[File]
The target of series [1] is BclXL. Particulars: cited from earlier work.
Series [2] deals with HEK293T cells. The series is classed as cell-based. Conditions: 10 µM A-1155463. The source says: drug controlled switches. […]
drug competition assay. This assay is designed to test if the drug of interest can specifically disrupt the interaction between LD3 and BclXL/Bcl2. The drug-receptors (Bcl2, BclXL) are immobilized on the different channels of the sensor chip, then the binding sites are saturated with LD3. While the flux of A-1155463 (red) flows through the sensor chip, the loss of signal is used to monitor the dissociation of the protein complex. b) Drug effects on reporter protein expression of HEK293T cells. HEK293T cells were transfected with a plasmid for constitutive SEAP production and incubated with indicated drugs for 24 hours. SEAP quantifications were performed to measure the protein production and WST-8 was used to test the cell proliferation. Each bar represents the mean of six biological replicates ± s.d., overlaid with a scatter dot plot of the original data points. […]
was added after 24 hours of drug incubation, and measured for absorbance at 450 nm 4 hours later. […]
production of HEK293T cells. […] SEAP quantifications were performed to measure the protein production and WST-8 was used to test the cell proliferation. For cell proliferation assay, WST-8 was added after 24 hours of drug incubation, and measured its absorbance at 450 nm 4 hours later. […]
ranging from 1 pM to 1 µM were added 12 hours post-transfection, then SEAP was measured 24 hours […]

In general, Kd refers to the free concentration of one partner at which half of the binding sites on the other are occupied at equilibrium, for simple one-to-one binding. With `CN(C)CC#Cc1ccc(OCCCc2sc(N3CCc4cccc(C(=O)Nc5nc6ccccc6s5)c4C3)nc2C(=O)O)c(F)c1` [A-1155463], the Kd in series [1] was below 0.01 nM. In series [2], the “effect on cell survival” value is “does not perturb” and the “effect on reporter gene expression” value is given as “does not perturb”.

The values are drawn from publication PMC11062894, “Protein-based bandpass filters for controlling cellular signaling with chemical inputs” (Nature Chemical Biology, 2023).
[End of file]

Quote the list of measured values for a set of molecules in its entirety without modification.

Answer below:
The target of series [1] is BclXL. Particulars: cited from earlier work.
Series [2] deals with HEK293T cells. The series is classed as cell-based. Conditions: 10 µM A-1155463. The source says: drug controlled switches. […]
drug competition assay. This assay is designed to test if the drug of interest can specifically disrupt the interaction between LD3 and BclXL/Bcl2. The drug-receptors (Bcl2, BclXL) are immobilized on the different channels of the sensor chip, then the binding sites are saturated with LD3. While the flux of A-1155463 (red) flows through the sensor chip, the loss of signal is used to monitor the dissociation of the protein complex. b) Drug effects on reporter protein expression of HEK293T cells. HEK293T cells were transfected with a plasmid for constitutive SEAP production and incubated with indicated drugs for 24 hours. SEAP quantifications were performed to measure the protein production and WST-8 was used to test the cell proliferation. Each bar represents the mean of six biological replicates ± s.d., overlaid with a scatter dot plot of the original data points. […]
was added after 24 hours of drug incubation, and measured for absorbance at 450 nm 4 hours later. […]
production of HEK293T cells. […] SEAP quantifications were performed to measure the protein production and WST-8 was used to test the cell proliferation. For cell proliferation assay, WST-8 was added after 24 hours of drug incubation, and measured its absorbance at 450 nm 4 hours later. […]
ranging from 1 pM to 1 µM were added 12 hours post-transfection, then SEAP was measured 24 hours […]

In general, Kd refers to the free concentration of one partner at which half of the binding sites on the other are occupied at equilibrium, for simple one-to-one binding. With `CN(C)CC#Cc1ccc(OCCCc2sc(N3CCc4cccc(C(=O)Nc5nc6ccccc6s5)c4C3)nc2C(=O)O)c(F)c1` [A-1155463], the Kd in series [1] was below 0.01 nM. In series [2], the “effect on cell survival” value is “does not perturb” and the “effect on reporter gene expression” value is given as “does not perturb”.

The values are drawn from publication PMC11062894, “Protein-based bandpass filters for controlling cellular signaling with chemical inputs” (Nature Chemical Biology, 2023).